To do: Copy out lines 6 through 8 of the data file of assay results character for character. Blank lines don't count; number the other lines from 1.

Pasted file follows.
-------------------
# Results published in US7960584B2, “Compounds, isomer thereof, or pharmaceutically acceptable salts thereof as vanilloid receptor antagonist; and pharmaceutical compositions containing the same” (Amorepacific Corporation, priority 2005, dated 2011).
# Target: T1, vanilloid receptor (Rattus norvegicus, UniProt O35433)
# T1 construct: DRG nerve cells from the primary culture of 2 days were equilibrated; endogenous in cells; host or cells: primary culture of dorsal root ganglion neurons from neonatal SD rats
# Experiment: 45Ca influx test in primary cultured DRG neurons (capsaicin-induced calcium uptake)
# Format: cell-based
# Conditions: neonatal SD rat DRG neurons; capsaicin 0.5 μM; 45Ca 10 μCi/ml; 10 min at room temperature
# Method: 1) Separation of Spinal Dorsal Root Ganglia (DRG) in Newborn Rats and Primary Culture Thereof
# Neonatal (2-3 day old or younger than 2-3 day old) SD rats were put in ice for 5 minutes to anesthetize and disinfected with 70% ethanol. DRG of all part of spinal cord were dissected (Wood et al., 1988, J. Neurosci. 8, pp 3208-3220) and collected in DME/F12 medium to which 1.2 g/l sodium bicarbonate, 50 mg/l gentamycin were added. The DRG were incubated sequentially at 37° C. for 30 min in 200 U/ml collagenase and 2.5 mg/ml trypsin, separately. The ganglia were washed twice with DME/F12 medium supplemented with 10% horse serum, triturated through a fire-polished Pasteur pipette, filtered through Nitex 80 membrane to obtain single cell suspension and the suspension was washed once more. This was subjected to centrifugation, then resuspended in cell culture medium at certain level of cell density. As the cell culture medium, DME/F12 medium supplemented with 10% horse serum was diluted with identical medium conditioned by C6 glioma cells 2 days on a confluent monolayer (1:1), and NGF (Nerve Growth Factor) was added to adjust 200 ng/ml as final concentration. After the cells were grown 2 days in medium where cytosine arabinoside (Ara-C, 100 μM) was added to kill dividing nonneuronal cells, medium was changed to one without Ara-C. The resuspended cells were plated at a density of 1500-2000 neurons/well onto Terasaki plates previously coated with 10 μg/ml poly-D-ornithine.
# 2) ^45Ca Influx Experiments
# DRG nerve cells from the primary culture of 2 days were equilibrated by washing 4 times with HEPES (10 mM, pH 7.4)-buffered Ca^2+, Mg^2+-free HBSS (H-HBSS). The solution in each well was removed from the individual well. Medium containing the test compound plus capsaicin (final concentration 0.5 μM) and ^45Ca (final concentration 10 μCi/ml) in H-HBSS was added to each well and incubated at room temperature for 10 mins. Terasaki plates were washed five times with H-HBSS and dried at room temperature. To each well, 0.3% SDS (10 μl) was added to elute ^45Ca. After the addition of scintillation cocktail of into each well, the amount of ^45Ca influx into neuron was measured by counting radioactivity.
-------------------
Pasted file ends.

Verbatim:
# Conditions: neonatal SD rat DRG neurons; capsaicin 0.5 μM; 45Ca 10 μCi/ml; 10 min at room temperature
# Method: 1) Separation of Spinal Dorsal Root Ganglia (DRG) in Newborn Rats and Primary Culture Thereof
# Neonatal (2-3 day old or younger than 2-3 day old) SD rats were put in ice for 5 minutes to anesthetize and disinfected with 70% ethanol. DRG of all part of spinal cord were dissected (Wood et al., 1988, J. Neurosci. 8, pp 3208-3220) and collected in DME/F12 medium to which 1.2 g/l sodium bicarbonate, 50 mg/l gentamycin were added. The DRG were incubated sequentially at 37° C. for 30 min in 200 U/ml collagenase and 2.5 mg/ml trypsin, separately. The ganglia were washed twice with DME/F12 medium supplemented with 10% horse serum, triturated through a fire-polished Pasteur pipette, filtered through Nitex 80 membrane to obtain single cell suspension and the suspension was washed once more. This was subjected to centrifugation, then resuspended in cell culture medium at certain level of cell density. As the cell culture medium, DME/F12 medium supplemented with 10% horse serum was diluted with identical medium conditioned by C6 glioma cells 2 days on a confluent monolayer (1:1), and NGF (Nerve Growth Factor) was added to adjust 200 ng/ml as final concentration. After the cells were grown 2 days in medium where cytosine arabinoside (Ara-C, 100 μM) was added to kill dividing nonneuronal cells, medium was changed to one without Ara-C. The resuspended cells were plated at a density of 1500-2000 neurons/well onto Terasaki plates previously coated with 10 μg/ml poly-D-ornithine.